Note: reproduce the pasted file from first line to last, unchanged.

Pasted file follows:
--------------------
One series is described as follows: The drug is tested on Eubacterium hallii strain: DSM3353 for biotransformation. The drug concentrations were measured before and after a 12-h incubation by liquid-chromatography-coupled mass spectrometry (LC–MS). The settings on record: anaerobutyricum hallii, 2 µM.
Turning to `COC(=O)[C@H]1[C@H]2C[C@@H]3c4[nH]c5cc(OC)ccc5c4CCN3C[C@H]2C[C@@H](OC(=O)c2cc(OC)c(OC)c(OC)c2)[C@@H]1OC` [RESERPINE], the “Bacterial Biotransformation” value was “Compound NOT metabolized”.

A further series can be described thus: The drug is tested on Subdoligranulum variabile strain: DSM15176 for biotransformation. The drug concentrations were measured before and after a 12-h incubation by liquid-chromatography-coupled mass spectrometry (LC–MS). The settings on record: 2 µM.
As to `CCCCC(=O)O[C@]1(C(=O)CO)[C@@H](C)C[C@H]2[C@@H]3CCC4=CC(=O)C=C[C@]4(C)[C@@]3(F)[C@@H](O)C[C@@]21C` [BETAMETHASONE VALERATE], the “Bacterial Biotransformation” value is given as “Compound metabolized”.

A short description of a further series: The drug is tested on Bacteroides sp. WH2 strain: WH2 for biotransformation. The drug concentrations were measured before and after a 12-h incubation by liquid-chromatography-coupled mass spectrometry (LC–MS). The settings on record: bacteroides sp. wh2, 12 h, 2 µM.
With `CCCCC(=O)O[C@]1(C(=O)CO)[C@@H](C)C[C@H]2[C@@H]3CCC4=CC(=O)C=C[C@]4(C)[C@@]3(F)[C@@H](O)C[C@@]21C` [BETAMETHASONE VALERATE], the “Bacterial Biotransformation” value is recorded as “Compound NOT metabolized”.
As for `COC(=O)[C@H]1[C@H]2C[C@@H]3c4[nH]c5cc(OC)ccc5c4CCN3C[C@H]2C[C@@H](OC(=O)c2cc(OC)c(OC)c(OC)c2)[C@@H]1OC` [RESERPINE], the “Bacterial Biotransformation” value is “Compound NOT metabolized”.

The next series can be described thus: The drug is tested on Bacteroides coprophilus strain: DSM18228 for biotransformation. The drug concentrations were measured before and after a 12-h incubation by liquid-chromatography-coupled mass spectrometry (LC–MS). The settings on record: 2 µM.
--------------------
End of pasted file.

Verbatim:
One series is described as follows: The drug is tested on Eubacterium hallii strain: DSM3353 for biotransformation. The drug concentrations were measured before and after a 12-h incubation by liquid-chromatography-coupled mass spectrometry (LC–MS). The settings on record: anaerobutyricum hallii, 2 µM.
Turning to `COC(=O)[C@H]1[C@H]2C[C@@H]3c4[nH]c5cc(OC)ccc5c4CCN3C[C@H]2C[C@@H](OC(=O)c2cc(OC)c(OC)c(OC)c2)[C@@H]1OC` [RESERPINE], the “Bacterial Biotransformation” value was “Compound NOT metabolized”.

A further series can be described thus: The drug is tested on Subdoligranulum variabile strain: DSM15176 for biotransformation. The drug concentrations were measured before and after a 12-h incubation by liquid-chromatography-coupled mass spectrometry (LC–MS). The settings on record: 2 µM.
As to `CCCCC(=O)O[C@]1(C(=O)CO)[C@@H](C)C[C@H]2[C@@H]3CCC4=CC(=O)C=C[C@]4(C)[C@@]3(F)[C@@H](O)C[C@@]21C` [BETAMETHASONE VALERATE], the “Bacterial Biotransformation” value is given as “Compound metabolized”.

A short description of a further series: The drug is tested on Bacteroides sp. WH2 strain: WH2 for biotransformation. The drug concentrations were measured before and after a 12-h incubation by liquid-chromatography-coupled mass spectrometry (LC–MS). The settings on record: bacteroides sp. wh2, 12 h, 2 µM.
With `CCCCC(=O)O[C@]1(C(=O)CO)[C@@H](C)C[C@H]2[C@@H]3CCC4=CC(=O)C=C[C@]4(C)[C@@]3(F)[C@@H](O)C[C@@]21C` [BETAMETHASONE VALERATE], the “Bacterial Biotransformation” value is recorded as “Compound NOT metabolized”.
As for `COC(=O)[C@H]1[C@H]2C[C@@H]3c4[nH]c5cc(OC)ccc5c4CCN3C[C@H]2C[C@@H](OC(=O)c2cc(OC)c(OC)c(OC)c2)[C@@H]1OC` [RESERPINE], the “Bacterial Biotransformation” value is “Compound NOT metabolized”.

The next series can be described thus: The drug is tested on Bacteroides coprophilus strain: DSM18228 for biotransformation. The drug concentrations were measured before and after a 12-h incubation by liquid-chromatography-coupled mass spectrometry (LC–MS). The settings on record: 2 µM.